How to Ensure Your New Build is a Green One

Energy efficiency has been a buzz word for a few years now, and can mean anything from the amount of electricity we use, to which lighting we choose for our homes.

Image by Alex Parks photos

As consumers, we can make smart choices with regards to which household appliances we have – most refrigerators and washing machines are built these days to use up to 40% less energy than models did twenty years ago.

If you’re planning a really green new-build, there are loads of ways in which you can ensure a high score on the energy efficiency scale.

These are some of them!

1. First off, where are you?

If you are in a position to be building your own home on your own patch of land, the planning for a green life starts at this point.

Your location will clearly have a massive impact on the amount of natural light reaching your property and by consequence its temperature too.

Trying to place your new build with south facing windows is a brilliant way of maximising natural light and the intake of heat –and clearly the best direction for any solar panels to be facing.

Image by Elsie Esq.

If you’re in a hot country, then you will also need to consider where the shade is – as you don’t want your house to be constantly overheated.

Houses situated on coasts and on the hill tops may need to look for natural elements to block too much wind – but of course, energy from the wind can be a massive advantage in terms of natural energy resource.

Once all these practical things have been taken care of, it’s important to consider insulation.

This means taking a good look at all the doors and windows and ensuring they’re not leaking too much warmth – you also want them to be doing their job in protecting against the elements.

2. In the frame

Wood and aluminium are the least efficient door and window frames when it comes to saving energy.

Recycled upvc doors and windows are made from recycled plastic which comes from oil, and they last up to 30 years and can be recycled up to 10 times. They are also easy to maintain and clean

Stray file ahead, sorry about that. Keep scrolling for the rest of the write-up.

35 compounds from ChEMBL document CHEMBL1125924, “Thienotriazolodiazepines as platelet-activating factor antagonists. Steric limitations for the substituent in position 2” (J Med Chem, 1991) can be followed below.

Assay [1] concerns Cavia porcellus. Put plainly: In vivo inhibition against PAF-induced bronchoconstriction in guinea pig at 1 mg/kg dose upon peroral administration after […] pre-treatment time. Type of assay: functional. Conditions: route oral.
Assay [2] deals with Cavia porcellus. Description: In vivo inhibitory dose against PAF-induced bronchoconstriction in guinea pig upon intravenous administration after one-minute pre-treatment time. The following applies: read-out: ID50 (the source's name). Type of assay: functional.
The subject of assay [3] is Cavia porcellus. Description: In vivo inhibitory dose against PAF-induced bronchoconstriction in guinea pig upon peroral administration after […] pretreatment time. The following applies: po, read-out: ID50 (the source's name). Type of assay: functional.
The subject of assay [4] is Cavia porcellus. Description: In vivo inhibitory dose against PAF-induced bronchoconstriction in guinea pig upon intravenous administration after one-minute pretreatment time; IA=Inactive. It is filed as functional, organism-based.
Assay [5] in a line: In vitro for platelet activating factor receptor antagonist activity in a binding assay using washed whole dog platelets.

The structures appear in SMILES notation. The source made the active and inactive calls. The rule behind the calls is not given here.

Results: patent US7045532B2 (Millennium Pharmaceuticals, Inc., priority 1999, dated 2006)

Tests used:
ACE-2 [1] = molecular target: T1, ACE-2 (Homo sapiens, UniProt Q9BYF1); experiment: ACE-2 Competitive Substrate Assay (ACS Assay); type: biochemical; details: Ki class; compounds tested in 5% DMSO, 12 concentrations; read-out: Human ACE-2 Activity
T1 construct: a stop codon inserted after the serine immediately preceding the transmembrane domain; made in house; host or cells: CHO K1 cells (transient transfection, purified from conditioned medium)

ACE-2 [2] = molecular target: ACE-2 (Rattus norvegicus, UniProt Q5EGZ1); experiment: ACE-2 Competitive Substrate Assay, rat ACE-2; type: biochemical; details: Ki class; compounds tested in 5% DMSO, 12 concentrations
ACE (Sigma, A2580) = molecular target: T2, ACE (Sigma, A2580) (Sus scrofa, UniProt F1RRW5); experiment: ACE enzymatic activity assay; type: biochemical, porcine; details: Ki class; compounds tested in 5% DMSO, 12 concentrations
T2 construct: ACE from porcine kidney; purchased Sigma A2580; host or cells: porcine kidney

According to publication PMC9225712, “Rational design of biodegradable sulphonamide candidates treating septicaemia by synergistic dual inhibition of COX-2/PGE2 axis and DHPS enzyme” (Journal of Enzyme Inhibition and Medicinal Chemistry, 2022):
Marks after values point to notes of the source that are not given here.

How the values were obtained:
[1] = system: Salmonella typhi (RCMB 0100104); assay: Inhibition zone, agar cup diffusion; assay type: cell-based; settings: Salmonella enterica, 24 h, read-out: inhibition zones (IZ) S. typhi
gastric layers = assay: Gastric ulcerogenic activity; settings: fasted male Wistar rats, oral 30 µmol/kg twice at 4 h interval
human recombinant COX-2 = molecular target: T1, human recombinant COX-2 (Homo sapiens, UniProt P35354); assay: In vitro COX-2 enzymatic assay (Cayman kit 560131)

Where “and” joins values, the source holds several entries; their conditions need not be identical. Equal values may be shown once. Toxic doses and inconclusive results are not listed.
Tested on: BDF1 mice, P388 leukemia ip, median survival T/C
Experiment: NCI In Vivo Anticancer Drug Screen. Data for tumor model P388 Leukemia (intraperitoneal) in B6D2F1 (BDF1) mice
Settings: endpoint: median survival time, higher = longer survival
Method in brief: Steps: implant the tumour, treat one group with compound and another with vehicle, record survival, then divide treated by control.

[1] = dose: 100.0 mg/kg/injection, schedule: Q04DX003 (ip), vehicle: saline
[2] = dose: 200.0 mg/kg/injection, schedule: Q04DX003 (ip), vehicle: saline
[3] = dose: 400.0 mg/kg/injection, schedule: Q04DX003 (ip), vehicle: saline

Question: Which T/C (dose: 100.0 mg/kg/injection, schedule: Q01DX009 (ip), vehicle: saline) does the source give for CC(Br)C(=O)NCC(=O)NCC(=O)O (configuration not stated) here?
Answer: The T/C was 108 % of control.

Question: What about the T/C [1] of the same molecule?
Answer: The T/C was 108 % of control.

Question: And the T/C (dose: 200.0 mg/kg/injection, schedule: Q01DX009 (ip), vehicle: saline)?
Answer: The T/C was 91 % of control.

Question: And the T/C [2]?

Environmental surveys have shown that fitting these kinds of frames can save up to 20% on heating bills!

3. Underneath and overhead

A good foundation is essential, either stone or rammed earth.

Wall insulation is also crucial and can save you up to 50% on heat; this will mean you don’t need to have the heating on, thus saving energy and costing less in the long run.

Depending on the location of your new build, the roof needs to be able to serve its purpose well.

A dark roof will soak up the heat and transfer it into the home (best for cold climates) and a white roof will reflect light off the building, cooling it down.

4. Light up!

Architectural wizardry comes to the fore when ensuring enough light gets in through your windows and skylights.

Natural light is always a better option than switching on the lights if you’ve got it, so work to get the light reflected back into your house – this can be done via bigger windows, even ceiling to floor if necessary!

If electric light is still a bit of a necessity, then go for compact fluorescent bulbs which use two thirds less energy than regular bulbs. The new ones on the market actually mimic natural light – much nicer than an artificial glare!

You should also consider installing passive infra-reds in rooms that won’t be used too often, such as offices, corridors and toilets.

These lights get switched off automatically once the area becomes vacant – an effortless way to save energy!

All that’s left to say now is good luck with your new build!

Estelle Page is a thirty-something interior designer who blogs for Eurocell Composite Doors. When she’s not busy helping someone stage their home for buyers, she’s renovating her own house – inside and out.

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